Kill any attacking sharks, says group
The convenor of the South West’s Shark Safe Group has slammed the State Government’s immediate response to last Sunday’s fatal shark attack in Esperance.
Local diver Gary Johnson, 57, was in the water with his wife Karen Milligan when he was mauled about 1pm near Cull Island by a great white shark.
SW Shark Safe Group’s Keith Halnan said the threat of a fatal shark attack off the Capes coast was “very real”.
He said the attack highlighted the Government’s poor imminent threat policy.
There was no attempt to catch the shark which killed Mr Johnson.
On Wednesday, WA’s newly promoted Fisheries Minister, Peter Tinley, said he would not rule out ordering the killing of great white sharks found repeatedly near popular beaches.
The State Government would require an exemption from environment laws from the Federal Government to kill great whites, which are a protected species.
Mr Tinley met with Esperance Ocean Safety and Support Group members, who have been lobbying for the targeted removal of great whites that pose a threat to people.
Mr Halnan agreed and said he believed after an attack, beaches should be closed for 24 hours and three “catch-and-kill” drum lines should be deployed, one at the site of the attack, and two others 500m north and south.
“After the attack at Cobblestones last year, a Fisheries vessel was sent out and it didn’t have anything on board to negate the threat,” he said.
“A surfer at Lefthander got chomped after, by what was likely the very same shark. The surfer shouldn’t have been in the water but due to Fisheries’ inaction, it could have been a fatality.”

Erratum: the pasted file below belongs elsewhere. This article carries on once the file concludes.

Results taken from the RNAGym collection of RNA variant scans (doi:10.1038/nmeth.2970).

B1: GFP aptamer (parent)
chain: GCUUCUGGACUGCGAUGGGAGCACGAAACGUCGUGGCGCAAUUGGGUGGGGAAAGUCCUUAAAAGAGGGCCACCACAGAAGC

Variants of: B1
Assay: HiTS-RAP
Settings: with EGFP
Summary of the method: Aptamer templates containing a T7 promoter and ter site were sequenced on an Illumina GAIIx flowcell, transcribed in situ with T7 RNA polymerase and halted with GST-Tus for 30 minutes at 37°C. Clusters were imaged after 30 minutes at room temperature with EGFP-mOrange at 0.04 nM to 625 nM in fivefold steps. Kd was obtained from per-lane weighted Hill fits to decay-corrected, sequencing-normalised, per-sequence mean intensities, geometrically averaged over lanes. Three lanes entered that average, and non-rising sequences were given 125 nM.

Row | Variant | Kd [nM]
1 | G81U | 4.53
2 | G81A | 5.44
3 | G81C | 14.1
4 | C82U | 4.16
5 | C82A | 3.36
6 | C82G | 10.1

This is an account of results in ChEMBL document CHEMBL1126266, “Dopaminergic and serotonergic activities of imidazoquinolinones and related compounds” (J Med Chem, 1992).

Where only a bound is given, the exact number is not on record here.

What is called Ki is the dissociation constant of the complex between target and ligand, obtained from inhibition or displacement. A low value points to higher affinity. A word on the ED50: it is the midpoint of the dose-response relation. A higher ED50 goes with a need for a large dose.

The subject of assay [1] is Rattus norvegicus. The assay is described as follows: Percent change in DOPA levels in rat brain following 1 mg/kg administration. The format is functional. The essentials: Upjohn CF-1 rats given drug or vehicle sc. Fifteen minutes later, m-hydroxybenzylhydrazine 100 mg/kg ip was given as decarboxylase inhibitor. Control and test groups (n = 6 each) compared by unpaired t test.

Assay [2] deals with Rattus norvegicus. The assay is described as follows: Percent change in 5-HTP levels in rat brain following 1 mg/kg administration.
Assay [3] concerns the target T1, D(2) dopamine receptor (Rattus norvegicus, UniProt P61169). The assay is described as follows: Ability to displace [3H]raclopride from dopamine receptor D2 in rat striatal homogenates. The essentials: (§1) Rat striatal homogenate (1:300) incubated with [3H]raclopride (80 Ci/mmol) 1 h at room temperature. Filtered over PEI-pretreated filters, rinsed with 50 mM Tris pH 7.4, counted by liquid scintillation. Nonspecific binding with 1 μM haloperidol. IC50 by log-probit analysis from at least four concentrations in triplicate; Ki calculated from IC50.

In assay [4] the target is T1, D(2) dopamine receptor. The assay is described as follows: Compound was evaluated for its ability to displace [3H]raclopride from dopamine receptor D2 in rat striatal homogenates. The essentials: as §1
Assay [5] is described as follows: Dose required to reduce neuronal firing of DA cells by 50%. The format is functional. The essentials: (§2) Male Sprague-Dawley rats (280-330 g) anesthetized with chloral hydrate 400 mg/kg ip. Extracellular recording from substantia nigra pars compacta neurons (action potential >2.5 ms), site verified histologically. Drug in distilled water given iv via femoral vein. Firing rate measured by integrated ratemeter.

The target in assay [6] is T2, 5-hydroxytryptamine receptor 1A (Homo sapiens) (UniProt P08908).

Mr Halnan expressed his condolences to Mr Johnson’s family and the Esperance community, but believed attacking sharks should be killed, despite the family’s wish that they be left alone.
“While I empathise with them and respect their stance, this is about public safety and there is nothing in place to protect the public — what about other ocean users,” he said.
“People say ‘how do we 100 per cent know it is that shark’. I say how about the Government err on the side of public safety.
“There is heaps of precedence about sharks staying in the area after an attack. It is actually a failure, and lack of duty of care, from Fisheries at the moment.”
In the City of Busselton, the local government has taken its own shark mitigation measures and an electromagnetic shark deterrent was recently installed off the Busselton Jetty by Ocean Guardian.
Mayor Grant Henley expressed his sympathies to the Johnson family and said the City installed seasonal swimming enclosures in popular swim areas in both Busselton and Dunsborough to provide peace of mind to the public.
Shire of Augusta Margaret River president Ian Earl also sent his thoughts to the family and friends of Mr Johnson, and said shark mitigation policy was determined and managed by State Government, with the Shire acting as a response agency.
Vasse MLA Libby Mettam said there were concerns about the McGowan Government’s approach to the imminent threat policy.
“The new Minister for Fisheries now has an opportunity to give some confidence back to beachgoers; with that comes an expectation that there will be a more sincere approach to this important public safety issue,” she said.
According to the SharkSmart WA website, there have been 12 great white sightings between Bunbury and Augusta in the past 30 days and more than 20 shark sightings in the past week.
Monitoring network receivers are installed off Bunbury, Busselton, Meelup, Smiths Beach, Cowaramup Bay (North and South) and Lefthanders.
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